Welcome back to Purgatory! We hope you are well and that you have been following our exploits of late on our various pages? It’s been quite busy but we are not stopping there. Oh No. So “did I miss anything?” I hear you ask, let’s run through what has occurred:
- Website went live! We like it, we hope you do too. Please, please give us some thoughts on the site, is there anything missing?
- 15 sold and counting! Not bad for week one. Death has started to hit the shelves and the response has been pleasing
- St Peter is being sculpted. Yep, the brief for St Pete is complete and we are ramping up the second model
- Painting Competition. It’s really worthwhile grabbing the model, at a reduced rate, painting her and entering our comp. you can win a free St Peter and discount from WAMP!
- Newsletter. Some of you may have seen the newsletter. If you haven’t head to www.purgatory-miniatures.co.uk and sign up for news and updates
In the coming weeks we encounter a holiday. One of us gets married and has a 3 week honeymoon. But updates will continue and soon, certain snippets of information will only be made available via these mediums so be sure to sign up and find out everything we are up to!
At the moment we are heading into the dark realms of game design, with Death on the shelf and stock available to go to anyone who wants her and with Peter heading to the forge, we now switch our attentions to game mechanics and testing to see just how the game plays out.
Something that is quite key to the process for us, specifically in our world, is that we are able to create a balance. Not only between angels, but also for the main component of the game, which is the human element. Humans in Purgatory are Grots, well to pretty much anything else. And we all know just how rubbish a grot is, though if you have 100 of them, then things just got that bit more serious. Alas however with angels being the paragon of power, skill and general all round awesomeness it is key that a human can inflict damage to any of the angels. We don’t want angels running around killing everyone and then having a giant death match at the end.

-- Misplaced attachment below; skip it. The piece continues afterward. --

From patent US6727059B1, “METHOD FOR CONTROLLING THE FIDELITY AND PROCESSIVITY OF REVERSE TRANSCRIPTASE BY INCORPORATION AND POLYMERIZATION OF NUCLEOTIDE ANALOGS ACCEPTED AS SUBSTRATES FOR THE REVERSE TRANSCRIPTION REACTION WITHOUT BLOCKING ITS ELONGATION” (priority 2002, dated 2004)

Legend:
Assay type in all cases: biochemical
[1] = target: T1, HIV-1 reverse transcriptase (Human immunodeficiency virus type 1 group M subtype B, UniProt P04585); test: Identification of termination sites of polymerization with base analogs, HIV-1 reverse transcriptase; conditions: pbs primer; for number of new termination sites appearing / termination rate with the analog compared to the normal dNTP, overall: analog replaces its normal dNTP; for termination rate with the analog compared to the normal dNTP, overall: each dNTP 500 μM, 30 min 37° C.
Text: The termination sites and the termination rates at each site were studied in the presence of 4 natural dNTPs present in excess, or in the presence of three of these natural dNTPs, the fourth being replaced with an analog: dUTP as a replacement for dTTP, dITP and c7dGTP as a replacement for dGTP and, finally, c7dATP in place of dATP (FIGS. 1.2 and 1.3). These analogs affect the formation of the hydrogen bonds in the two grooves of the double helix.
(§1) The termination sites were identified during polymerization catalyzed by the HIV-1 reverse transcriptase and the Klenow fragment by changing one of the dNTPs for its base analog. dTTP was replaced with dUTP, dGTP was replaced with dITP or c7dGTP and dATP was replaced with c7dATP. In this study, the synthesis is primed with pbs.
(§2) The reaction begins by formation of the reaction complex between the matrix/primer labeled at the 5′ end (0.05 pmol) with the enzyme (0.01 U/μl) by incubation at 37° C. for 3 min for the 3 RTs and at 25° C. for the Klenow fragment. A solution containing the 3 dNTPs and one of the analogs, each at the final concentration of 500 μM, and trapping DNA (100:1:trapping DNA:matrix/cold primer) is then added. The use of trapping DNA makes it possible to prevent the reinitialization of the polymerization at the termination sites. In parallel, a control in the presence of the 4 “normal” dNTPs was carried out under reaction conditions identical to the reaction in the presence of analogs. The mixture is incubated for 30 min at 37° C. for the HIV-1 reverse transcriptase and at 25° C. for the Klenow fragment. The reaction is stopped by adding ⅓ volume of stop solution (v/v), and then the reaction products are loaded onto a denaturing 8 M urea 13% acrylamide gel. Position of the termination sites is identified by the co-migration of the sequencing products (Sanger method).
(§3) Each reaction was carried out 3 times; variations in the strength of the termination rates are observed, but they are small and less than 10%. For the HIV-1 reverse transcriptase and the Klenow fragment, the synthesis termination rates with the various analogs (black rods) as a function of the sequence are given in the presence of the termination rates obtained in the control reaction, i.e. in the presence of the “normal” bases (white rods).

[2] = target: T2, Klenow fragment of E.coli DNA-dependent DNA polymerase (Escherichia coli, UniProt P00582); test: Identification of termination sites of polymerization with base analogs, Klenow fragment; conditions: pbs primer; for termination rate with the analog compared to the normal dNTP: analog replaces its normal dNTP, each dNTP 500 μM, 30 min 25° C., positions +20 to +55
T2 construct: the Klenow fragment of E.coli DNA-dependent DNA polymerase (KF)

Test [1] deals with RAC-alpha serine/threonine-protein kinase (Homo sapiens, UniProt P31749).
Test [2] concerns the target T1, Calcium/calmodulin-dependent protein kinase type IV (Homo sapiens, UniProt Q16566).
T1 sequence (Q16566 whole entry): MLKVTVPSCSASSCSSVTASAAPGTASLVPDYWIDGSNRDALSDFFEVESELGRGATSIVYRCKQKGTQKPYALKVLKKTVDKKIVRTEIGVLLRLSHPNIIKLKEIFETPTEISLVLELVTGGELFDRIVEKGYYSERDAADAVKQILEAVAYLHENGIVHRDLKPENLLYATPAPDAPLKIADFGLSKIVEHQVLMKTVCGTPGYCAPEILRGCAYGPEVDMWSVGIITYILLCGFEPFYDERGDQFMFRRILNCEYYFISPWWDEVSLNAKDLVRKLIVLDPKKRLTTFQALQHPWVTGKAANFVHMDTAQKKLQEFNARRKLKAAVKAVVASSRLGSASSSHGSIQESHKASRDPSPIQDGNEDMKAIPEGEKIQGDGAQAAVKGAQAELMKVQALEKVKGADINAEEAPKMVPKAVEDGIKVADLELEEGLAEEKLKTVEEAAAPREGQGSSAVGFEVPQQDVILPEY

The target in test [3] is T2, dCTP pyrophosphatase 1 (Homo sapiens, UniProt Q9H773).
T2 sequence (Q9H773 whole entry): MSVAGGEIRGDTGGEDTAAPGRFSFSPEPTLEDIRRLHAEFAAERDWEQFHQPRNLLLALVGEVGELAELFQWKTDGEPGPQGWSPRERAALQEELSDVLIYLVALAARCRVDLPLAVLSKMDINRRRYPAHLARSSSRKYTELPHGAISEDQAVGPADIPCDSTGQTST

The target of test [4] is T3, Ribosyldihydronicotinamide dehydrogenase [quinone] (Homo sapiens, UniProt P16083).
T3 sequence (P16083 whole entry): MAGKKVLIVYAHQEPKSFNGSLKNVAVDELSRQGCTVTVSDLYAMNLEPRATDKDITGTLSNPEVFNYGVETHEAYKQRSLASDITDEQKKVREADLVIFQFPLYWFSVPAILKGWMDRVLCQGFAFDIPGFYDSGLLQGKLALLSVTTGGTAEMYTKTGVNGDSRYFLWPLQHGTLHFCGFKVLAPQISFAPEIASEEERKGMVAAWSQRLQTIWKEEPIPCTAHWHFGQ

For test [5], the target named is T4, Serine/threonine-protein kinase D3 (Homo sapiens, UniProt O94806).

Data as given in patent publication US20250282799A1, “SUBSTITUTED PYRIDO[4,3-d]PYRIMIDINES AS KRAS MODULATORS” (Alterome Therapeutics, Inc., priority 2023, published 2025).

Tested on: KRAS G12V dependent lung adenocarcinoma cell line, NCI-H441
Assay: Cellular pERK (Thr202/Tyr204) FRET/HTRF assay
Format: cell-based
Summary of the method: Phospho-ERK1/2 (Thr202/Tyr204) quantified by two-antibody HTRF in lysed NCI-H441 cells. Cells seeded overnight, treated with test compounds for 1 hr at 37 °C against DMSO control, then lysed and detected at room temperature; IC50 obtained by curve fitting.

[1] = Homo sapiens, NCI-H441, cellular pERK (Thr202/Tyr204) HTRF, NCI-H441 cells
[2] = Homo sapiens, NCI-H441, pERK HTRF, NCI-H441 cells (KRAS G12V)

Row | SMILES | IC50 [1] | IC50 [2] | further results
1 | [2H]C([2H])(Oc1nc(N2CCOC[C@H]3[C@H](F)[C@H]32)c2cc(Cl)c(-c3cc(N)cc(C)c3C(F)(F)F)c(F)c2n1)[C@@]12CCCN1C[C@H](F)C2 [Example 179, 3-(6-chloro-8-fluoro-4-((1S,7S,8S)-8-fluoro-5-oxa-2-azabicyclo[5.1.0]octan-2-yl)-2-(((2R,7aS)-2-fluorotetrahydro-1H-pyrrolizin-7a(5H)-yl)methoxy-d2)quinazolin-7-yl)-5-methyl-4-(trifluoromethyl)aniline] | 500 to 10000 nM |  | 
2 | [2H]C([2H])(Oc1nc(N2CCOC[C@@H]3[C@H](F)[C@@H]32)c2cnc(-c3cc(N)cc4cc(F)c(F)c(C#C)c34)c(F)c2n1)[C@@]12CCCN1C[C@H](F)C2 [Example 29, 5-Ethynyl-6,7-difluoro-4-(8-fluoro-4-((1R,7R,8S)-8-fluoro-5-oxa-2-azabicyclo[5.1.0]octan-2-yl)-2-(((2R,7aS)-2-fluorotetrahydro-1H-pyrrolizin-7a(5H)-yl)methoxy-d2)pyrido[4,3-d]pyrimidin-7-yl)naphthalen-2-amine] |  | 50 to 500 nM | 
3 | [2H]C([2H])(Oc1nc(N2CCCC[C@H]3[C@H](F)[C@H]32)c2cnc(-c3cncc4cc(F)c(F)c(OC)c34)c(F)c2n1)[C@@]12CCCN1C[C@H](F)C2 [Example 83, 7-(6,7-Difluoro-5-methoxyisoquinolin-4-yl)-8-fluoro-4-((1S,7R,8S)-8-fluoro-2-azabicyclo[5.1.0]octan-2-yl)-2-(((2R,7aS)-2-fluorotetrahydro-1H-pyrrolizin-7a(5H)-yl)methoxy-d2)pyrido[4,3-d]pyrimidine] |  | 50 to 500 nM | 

That is why the mechanics are important but also the objectives that we design. In purgatory, cats get skinned in a multitude of ways, so the I’ve got the biggest monster, smash, will only carry you so far. In fact, probably not very far at all. Furthermore there will be random events that may very well determine what happens in that battle. For example:
Being from a holy set of text, we figured why not add some variables. In the scenario we now list we figured it would be great to mix up the set up phase. In the example used we are playing ‘general assassination’ where each players primary goal is to take out the angel at all costs, but just not your own angel.
So we come to the day. A D8 is rolled. 1 = Monday, 2 = Tuesday, etc with 7 being a Sunday. Different days have different buffs. However if an 8 is rolled you grab 2d6 and consult the chart. In the example we are going to ‘selectively roll’ say a 7, the chart says it is “Easter Monday – The first model on each side to die, will rise from the dead automatically from the place that it died”. So therefore, pouring all of your attacks into the angel turn 1 may not be a very wise move. It adds a unique dynamic to the game which can change natural or tactical behaviours towards models or characters which we hope you will like.
Anyway, we need to leave something for you testers so we won’t say much more. But hopefully you can see from the little bit above that thinking outside the box (grrr corporate speech) is something that we are striving for. Bringing a freshness to table top gaming is one of our key objectives.
On that note, we will leave you and hope this triggers some enthusiasm or even some curiosity in what we are designing.
If you have any questions then please, please get in touch, say “Hi” and let us know what you are thinking.
All the very best